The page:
Category Archives: writing
I have always been a list maker. From the time I could fit a pencil in my hand and scribble down the thoughts in my head, I loved making lists of things. It began with cataloging things. Books on my shelf. My matchbox cars. Names of all my Barbies.
When I got a little older, I learned the joy of task lists. My mother learned quickly that the way to motivate me to do my chores was to give me a list I could check off with glee. I often would do more than had been written on the paper simply so I could mark those things as done too.
That’s why upon seeing my friend’s bullet journal last year, I realized that I needed to make this ritual a regular part of my life. It was the best decision I ever made.
My bullet journal is more than just a collection of lists. Though that is what it was originally designed to do, there are so many other ways to use it.
My bullet journal is my:
- annual calendar
- event planner
- weekly task list
- day runner schedule
- grocery and errand list
- assignment checklist
- progress chart
- gratitude journal
- habit tracker
- organizational tool for both work and personal goals
- diet success tracker
- reading list
- bingewatch record
- motivational guide
- idea notebook
- creative outlet for calligraphy and doodling, as well as an adult coloring book
- anything else I can imagine it being
Okay, so that’s a lot more than five ways.
I credit my use of the bullet journal for keeping me on task while I published two books last year and participated in a series of writing and book-related events. My bujo is also the way I keep track of my weight loss, manage all my family errands and activities, remember my appointments, know when to expect packages, and maintain a migraine trigger record to share with my doctor.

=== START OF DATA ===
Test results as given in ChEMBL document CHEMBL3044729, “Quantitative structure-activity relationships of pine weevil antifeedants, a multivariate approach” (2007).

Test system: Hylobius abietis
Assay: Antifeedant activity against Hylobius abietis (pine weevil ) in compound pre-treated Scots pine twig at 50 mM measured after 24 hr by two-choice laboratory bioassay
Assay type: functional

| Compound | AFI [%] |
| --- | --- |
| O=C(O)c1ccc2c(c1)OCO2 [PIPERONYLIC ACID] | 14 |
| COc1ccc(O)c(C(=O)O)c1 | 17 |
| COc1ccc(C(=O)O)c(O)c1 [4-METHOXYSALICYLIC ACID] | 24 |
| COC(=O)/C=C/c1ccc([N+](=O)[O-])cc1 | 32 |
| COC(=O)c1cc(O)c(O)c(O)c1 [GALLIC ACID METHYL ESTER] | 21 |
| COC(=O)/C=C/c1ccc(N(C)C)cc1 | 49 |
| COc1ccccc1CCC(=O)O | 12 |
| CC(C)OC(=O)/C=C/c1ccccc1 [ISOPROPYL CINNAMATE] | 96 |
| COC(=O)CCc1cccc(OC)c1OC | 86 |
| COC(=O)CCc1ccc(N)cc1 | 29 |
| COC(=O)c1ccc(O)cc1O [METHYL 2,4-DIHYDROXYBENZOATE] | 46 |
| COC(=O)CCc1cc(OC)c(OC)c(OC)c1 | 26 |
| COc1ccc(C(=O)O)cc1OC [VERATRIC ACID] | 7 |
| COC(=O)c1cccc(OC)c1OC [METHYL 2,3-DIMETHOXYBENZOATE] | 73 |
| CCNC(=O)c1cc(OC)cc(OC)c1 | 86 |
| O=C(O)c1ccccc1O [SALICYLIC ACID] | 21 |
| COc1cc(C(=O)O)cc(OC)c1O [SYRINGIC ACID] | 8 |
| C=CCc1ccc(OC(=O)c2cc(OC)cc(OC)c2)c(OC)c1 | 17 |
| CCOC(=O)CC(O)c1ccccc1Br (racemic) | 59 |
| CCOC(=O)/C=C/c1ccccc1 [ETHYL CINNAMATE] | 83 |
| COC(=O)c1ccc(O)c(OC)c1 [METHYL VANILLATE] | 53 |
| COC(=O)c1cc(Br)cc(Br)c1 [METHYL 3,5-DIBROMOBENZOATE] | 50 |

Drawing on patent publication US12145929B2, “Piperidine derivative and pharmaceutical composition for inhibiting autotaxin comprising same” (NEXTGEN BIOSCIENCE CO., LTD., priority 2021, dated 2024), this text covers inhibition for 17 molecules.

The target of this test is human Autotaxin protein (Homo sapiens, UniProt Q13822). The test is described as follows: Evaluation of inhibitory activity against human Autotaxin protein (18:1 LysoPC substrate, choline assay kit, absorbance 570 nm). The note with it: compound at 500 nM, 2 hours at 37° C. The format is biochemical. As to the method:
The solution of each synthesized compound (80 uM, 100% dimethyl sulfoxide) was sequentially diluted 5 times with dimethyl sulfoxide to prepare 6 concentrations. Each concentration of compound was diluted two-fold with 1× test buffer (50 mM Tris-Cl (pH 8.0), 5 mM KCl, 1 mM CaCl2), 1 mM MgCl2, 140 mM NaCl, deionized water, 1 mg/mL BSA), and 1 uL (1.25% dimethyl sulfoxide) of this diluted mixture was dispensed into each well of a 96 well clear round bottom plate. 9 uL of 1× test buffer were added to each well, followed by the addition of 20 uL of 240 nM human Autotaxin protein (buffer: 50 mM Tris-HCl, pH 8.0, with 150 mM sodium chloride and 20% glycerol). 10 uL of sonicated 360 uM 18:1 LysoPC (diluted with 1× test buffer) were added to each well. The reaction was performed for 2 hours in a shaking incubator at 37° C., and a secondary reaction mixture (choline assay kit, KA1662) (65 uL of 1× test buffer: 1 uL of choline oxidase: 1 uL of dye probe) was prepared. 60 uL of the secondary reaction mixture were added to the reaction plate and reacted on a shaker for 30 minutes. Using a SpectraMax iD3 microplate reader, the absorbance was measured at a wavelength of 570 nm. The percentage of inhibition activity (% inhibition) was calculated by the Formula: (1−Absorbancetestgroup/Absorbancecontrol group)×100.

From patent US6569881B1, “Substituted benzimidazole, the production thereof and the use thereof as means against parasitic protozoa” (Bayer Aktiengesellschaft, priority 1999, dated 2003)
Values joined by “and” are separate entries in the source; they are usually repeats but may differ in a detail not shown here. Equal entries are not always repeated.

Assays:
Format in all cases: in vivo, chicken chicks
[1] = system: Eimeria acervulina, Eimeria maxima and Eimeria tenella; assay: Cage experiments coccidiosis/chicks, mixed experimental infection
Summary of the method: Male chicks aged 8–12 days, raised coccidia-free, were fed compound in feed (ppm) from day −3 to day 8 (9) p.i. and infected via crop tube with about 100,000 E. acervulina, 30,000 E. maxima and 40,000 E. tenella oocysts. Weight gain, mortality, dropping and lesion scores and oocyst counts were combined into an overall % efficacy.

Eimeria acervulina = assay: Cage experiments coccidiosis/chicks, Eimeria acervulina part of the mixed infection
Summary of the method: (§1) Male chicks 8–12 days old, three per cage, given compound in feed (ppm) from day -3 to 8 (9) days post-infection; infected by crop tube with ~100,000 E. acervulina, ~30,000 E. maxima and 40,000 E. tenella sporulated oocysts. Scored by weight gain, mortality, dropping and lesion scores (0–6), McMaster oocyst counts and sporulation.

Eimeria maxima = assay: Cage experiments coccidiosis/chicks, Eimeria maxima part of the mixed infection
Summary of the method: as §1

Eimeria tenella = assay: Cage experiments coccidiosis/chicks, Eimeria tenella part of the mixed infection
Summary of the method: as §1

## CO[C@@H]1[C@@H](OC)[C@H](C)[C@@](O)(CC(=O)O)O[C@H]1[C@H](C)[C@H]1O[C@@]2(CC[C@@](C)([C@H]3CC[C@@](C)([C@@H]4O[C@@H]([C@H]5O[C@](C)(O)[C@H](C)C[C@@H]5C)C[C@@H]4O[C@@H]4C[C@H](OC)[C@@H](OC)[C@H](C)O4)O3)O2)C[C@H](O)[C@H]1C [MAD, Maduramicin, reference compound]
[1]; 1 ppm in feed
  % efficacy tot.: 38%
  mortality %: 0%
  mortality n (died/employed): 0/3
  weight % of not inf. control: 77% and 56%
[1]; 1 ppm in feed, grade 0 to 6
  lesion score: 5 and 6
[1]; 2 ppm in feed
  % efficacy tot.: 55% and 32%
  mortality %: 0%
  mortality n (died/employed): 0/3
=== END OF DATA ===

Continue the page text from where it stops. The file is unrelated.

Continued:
Though I do a lot of calligraphy and use multicolored markers and washi tape to decorate my pages, that is all embellishment of a truly simple concept. It’s not necessary to do all that in order to use the bullet journal. All you need to start is a good pen and a blank notebook in order to begin. The rest is all up to you.
There are a ton of ideas you can find online by Googling “bullet journal” or by searching Pinterest. Here are a few of my favorite websites that helped me get started:
It’s getting close now. In The Blood comes out July 1st. I’ve been working on this series for so long, and it’s down to the final few days before it comes to fruition.
I suppose I’m like a lot of authors, alternating between extreme excitement and panic attacks.
I go through all the “What Ifs” that plague every introverted creative person. What if no one likes it? What if there’s some horrible error I’ve overlooked? What if my best isn’t good enough? What if it isn’t perfect? What if on the morning after, I feel the way Victor Frankenstein did, looking on his creation not with love but with horror? That is the grown up voice of worry, born of a lifetime of self-doubt.
But then there is the excited childlike part of me that just wants to let it go with joy and wonder at having created something out of nothing, a world born of “what-if,” peopled with characters that leapt out of my brain fully formed. That child in me hopes other people will go along for the ride, suspend their disbelief and play the game of make-believe that I’ve created.
It’s the child in me that daydreamed of being a writer. That inner child is fueled by curiosity and enthusiasm and imagination along with a desire to share and find others who will join in for the love of story.
All my favorite stories were about imperfect people who stumbled and fell and lost their way on their journey. People who suffered and fought and loved hard and took risks, facing danger from overwhelming obstacles and foes. I sometimes felt sorry for the villain, even when I hated their actions. The best stories, for me, were ones that invoked empathy, that brought me to tears, caused me to shout in frustration, made me laugh out loud, and if I didn’t smile at the end, still I felt a sense of completion and satisfaction in the way the story reached completion. I didn’t need happily ever after as long as it brought a sense of closure to the experience.